The gradual commercialization of Near Field Communication products show how companies like Thin Film Electronics (Thinfilm) are pushing the integration of electronic intelligence into everyday products such as packaging labels.
Matt Bright, director of technical marketing at Thinfilm, says he believes the flexible packaging industry is the next wave emerging on the horizon of NFC-enabled technology. “I think this has to be a very exciting technology for the flexible packaging industry in general, because it’s an opportunity for the industry to realize that they have the capability to participate in the Internet of Things,” says Bright. “And that’s probably a position that flexible packaging companies have not been in previously – where they have a big role to play in the next generation of the network world.”
The ‘Internet of Things’ involves the integration of electronic intelligence into everyday items, enabling them to become interactive in a way that improves the consumer experience, as well as the ability of brands and retailers to interact directly with consumers. That’s where Thinfilm’s NFC products come into play.
NFC smart labels are designed with the ability to monitor and report temperatures in real time, and can therefore be used for temperature-sensitive shipments of products like vaccines or perishables.
“By having access to an NFC barcode or an NFC smart label that’s integrated into the product packaging, not only do flexible packaging manufacturers enable business-to-business-use cases – like tracking and logistics, freshness monitoring for vaccines and other pharmaceuticals, and perishables – but they also enable business-to-consumer-use cases,” adds Bright.
NFC barcodes and smart labels are built onto flexible substrates, which are then integrated into a flexible, pressure-sensitive adhesive label. This label can then be applied to flexible packages as they move along the production process. Whether it is actually applied to the rollstock or the actual package is left to the discretion of the manufacturer; it simply depends on the package type and how it’s manufactured.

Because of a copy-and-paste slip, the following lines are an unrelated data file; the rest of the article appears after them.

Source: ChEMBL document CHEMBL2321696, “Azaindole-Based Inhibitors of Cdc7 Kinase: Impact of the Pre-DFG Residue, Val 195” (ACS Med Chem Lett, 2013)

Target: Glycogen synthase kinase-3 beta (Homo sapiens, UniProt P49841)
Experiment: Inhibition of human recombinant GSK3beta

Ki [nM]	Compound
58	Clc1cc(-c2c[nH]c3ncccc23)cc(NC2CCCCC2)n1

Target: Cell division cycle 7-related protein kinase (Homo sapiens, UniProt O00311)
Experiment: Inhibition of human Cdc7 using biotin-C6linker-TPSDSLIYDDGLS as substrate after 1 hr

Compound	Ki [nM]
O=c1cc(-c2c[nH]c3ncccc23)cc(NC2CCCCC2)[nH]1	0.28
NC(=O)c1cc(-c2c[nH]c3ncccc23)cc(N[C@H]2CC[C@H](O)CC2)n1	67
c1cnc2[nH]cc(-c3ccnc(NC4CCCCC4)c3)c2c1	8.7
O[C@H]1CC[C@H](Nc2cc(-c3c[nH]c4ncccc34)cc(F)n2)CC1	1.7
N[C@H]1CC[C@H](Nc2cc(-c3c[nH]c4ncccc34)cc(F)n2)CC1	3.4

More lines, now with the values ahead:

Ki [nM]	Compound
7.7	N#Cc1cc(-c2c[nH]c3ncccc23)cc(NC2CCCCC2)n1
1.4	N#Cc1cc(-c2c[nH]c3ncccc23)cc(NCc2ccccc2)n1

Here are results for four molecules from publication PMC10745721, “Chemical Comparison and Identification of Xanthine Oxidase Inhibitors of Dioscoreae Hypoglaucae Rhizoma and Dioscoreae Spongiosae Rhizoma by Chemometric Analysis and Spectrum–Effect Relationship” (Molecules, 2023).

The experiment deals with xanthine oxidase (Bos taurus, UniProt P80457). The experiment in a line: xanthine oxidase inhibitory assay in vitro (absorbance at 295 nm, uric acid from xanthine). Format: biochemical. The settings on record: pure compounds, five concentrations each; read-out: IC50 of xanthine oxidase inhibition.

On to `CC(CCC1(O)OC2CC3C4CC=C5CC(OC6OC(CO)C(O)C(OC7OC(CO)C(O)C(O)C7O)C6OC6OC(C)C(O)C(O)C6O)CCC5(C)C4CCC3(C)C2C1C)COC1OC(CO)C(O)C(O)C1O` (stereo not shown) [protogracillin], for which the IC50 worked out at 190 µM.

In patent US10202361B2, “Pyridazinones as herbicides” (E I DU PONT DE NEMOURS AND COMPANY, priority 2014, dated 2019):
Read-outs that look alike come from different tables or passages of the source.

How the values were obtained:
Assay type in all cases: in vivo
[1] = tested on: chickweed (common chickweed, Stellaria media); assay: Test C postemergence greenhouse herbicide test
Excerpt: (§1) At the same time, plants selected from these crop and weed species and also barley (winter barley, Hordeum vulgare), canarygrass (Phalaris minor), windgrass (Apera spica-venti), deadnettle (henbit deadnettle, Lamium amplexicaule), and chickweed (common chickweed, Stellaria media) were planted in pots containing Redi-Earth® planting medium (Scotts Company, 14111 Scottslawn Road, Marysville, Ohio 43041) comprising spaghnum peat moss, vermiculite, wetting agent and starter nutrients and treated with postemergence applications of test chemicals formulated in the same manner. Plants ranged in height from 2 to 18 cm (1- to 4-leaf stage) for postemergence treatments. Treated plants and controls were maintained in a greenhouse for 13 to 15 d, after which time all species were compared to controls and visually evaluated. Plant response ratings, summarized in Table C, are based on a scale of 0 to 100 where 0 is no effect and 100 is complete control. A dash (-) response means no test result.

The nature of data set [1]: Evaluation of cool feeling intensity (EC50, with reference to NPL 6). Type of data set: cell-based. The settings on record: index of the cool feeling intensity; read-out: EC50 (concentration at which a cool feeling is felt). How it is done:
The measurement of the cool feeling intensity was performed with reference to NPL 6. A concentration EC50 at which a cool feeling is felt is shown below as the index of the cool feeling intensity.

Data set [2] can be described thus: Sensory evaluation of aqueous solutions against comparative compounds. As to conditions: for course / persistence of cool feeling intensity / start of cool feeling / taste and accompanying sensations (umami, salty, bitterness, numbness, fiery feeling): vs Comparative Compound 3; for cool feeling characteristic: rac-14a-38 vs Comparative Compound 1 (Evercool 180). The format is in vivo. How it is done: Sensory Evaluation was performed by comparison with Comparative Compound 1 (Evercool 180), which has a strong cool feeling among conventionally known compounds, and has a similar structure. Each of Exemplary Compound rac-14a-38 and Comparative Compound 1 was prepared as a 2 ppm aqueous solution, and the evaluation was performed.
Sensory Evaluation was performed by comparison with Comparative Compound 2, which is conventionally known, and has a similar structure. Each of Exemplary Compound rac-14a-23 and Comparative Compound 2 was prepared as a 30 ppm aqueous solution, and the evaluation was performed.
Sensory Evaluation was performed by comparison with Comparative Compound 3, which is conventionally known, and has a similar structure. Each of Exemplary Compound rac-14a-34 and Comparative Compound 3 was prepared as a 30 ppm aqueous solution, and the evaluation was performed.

Bright explains how the flexible packaging industry has the opportunity to become a part of the next phase of NFC technology.
“There are examples of NFCs being deployed into applications such as retail point-of-sale displays, but NFC moving into the individual package level is something that’s the next wave (and) that’s essentially emerging on the horizon,” says Bright. “So that’s where the industry is in the process of shifting from the mode where NFC tags were used maybe one per shelf display, for example, within a retail environment, and a consumer could touch their NFC phone and get access to interactive content at the shelf level, in-store. But having access to actually bring that NFC tag home with them as part of the package, that’s what is the next wave that’s coming just over the horizon. And that’s where the flexible packaging industry really has the opportunity to participate.”
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